According to ESRB, this game contains: Blood, Mature Sexual Themes, Violence 

Parents would be wise to heed the Mature rating assigned to Dead To Rights. The body counts from firearms are high as they are brutal. While issues involving prison, prostitution, drugs, and corruption go unexplored with any real depth, these elements do decorate the games storyline and gameplay. There is also a very prominent scene involving a dancing stripper at a men's club. Since the female model is so primitive looking, the scene is subjectively laughable rather than seedy, but parents might want to be alert just the same.

For fans of third-person action-shooting games like Tomb Raider and Max Payne, Dead To Rights delivers a really invigorating game engine thats a heck of a lot of fun to play. Many may be bothered and distracted by the surprising amount of mini-games and beat-'em-up style fighting sequences that make up a substantial part of the game, but than again, some might appreciate the variety since the constant gun battles does tend to get repetitive.

For older gamers looking for a something that might appeal to their maturity and intelligence, Dead To Rights isn't it. While on the surface, the game may seem to tackle dark themes; the final execution is more on par with male-targeted adolescent-minded comic books.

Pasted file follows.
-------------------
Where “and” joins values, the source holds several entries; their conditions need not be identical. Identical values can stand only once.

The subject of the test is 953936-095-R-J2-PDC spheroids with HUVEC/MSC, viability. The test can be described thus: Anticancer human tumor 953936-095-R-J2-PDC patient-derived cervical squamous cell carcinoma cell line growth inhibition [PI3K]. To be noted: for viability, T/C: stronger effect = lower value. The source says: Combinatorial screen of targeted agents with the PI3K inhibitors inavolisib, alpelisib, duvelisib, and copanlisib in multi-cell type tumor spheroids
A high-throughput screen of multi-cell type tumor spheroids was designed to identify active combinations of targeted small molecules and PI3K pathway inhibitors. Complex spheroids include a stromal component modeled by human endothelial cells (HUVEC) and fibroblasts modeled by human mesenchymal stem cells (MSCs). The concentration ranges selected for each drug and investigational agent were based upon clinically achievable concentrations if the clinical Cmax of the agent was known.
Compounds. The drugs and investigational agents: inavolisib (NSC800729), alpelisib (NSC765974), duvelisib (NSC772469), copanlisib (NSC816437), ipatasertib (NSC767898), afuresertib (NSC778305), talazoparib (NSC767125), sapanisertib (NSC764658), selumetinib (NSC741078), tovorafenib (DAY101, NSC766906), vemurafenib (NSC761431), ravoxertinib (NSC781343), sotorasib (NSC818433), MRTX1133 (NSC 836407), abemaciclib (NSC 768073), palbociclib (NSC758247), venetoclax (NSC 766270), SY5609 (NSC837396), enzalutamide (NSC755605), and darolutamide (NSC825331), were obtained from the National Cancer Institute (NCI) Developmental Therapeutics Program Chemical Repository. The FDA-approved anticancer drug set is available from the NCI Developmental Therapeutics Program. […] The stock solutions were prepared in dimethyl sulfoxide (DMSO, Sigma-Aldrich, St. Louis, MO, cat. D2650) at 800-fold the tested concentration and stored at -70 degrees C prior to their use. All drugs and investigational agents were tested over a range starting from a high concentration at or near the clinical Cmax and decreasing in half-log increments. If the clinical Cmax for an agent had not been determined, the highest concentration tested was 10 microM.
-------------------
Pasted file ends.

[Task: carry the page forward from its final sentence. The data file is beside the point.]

Chi Kong Lui

Chi Kong Lui

In the 1980s, Chi grew up in small town on the outskirts of New York City called Jackson Heights. Latino actor, John Leguizamo referred to the town as the "melting pot of the world," and while living there, Chi was exposed to many diverse cultures, as well as a bevy of arcade classics such as Pac-Man, Space Ace, Space Harrier and Double Dragon. Chi's love of videogames only seemed to grow as his parents finally caved and bought him an 8-bit Nintendo Entertainment System (after being the only kid in the block without one). In the 1990s, Chi finagled his way into the prestigious Fiorello H. LaGuardia High School for the Performing Arts.

Somewhere between all the gaming, Chi some how managed to finish high school and get into the New York Institute of Technology. At the same time, Chi also interned at Virtual Frontiers, an Internet software consultancy where he learned the ways of HTML. Soon after acquiring his BFA, Chi went on to become the lead Web designer of the Anti-Defamation League. During his tenure there, Chi was instrumental in redesigning and relaunching the non-profit organization's Web site.

Today, Chi is the webmaster of the American Red Cross in Greater New York and somehow managed to work through the tragic events of September 11th without losing his sanity. Chi considers his life's work and continues to be amazed that the web site is still standing after the recent dotcom fallout. It is his dream that will accomplish two things: 1) Redefine the grammar of videogames much the same way French film critic Andre Bazin did for the art of cinema and 2) bring game criticism to the forefront of mainstream culture much the same way Siskel & Ebert did for film criticism.
Chi Kong Lui
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